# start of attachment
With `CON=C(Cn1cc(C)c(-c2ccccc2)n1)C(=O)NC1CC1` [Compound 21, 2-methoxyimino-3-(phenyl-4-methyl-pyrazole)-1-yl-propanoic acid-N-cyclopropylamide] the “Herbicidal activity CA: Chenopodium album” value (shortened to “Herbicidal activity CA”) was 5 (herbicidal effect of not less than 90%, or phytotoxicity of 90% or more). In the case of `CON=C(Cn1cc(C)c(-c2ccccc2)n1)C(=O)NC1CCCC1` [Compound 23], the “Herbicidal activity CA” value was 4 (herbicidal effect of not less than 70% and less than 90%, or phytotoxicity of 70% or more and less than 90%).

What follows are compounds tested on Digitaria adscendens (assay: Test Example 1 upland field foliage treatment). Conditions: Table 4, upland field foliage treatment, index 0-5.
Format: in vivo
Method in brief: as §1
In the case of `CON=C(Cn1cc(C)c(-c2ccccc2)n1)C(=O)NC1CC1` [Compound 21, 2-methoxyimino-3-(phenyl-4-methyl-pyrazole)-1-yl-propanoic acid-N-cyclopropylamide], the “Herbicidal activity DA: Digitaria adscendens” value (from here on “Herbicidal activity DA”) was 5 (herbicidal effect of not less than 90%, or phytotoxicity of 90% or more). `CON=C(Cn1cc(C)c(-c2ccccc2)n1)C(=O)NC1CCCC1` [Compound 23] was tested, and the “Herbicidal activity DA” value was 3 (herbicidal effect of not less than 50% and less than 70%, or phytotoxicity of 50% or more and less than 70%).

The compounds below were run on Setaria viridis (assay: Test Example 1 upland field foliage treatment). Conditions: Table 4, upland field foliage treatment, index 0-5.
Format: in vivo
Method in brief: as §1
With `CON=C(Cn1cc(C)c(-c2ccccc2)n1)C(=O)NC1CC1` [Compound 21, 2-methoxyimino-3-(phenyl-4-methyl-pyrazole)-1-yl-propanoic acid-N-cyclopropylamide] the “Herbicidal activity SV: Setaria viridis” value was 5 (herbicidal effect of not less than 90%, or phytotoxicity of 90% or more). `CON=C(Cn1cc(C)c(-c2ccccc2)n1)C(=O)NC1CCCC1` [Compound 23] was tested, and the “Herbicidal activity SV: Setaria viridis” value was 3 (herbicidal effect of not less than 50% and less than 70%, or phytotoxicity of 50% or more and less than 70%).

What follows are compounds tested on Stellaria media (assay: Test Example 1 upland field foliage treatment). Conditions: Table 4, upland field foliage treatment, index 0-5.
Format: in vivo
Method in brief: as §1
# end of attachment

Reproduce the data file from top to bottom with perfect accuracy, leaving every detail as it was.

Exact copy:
With `CON=C(Cn1cc(C)c(-c2ccccc2)n1)C(=O)NC1CC1` [Compound 21, 2-methoxyimino-3-(phenyl-4-methyl-pyrazole)-1-yl-propanoic acid-N-cyclopropylamide] the “Herbicidal activity CA: Chenopodium album” value (shortened to “Herbicidal activity CA”) was 5 (herbicidal effect of not less than 90%, or phytotoxicity of 90% or more). In the case of `CON=C(Cn1cc(C)c(-c2ccccc2)n1)C(=O)NC1CCCC1` [Compound 23], the “Herbicidal activity CA” value was 4 (herbicidal effect of not less than 70% and less than 90%, or phytotoxicity of 70% or more and less than 90%).

What follows are compounds tested on Digitaria adscendens (assay: Test Example 1 upland field foliage treatment). Conditions: Table 4, upland field foliage treatment, index 0-5.
Format: in vivo
Method in brief: as §1
In the case of `CON=C(Cn1cc(C)c(-c2ccccc2)n1)C(=O)NC1CC1` [Compound 21, 2-methoxyimino-3-(phenyl-4-methyl-pyrazole)-1-yl-propanoic acid-N-cyclopropylamide], the “Herbicidal activity DA: Digitaria adscendens” value (from here on “Herbicidal activity DA”) was 5 (herbicidal effect of not less than 90%, or phytotoxicity of 90% or more). `CON=C(Cn1cc(C)c(-c2ccccc2)n1)C(=O)NC1CCCC1` [Compound 23] was tested, and the “Herbicidal activity DA” value was 3 (herbicidal effect of not less than 50% and less than 70%, or phytotoxicity of 50% or more and less than 70%).

The compounds below were run on Setaria viridis (assay: Test Example 1 upland field foliage treatment). Conditions: Table 4, upland field foliage treatment, index 0-5.
Format: in vivo
Method in brief: as §1
With `CON=C(Cn1cc(C)c(-c2ccccc2)n1)C(=O)NC1CC1` [Compound 21, 2-methoxyimino-3-(phenyl-4-methyl-pyrazole)-1-yl-propanoic acid-N-cyclopropylamide] the “Herbicidal activity SV: Setaria viridis” value was 5 (herbicidal effect of not less than 90%, or phytotoxicity of 90% or more). `CON=C(Cn1cc(C)c(-c2ccccc2)n1)C(=O)NC1CCCC1` [Compound 23] was tested, and the “Herbicidal activity SV: Setaria viridis” value was 3 (herbicidal effect of not less than 50% and less than 70%, or phytotoxicity of 50% or more and less than 70%).

What follows are compounds tested on Stellaria media (assay: Test Example 1 upland field foliage treatment). Conditions: Table 4, upland field foliage treatment, index 0-5.
Format: in vivo
Method in brief: as §1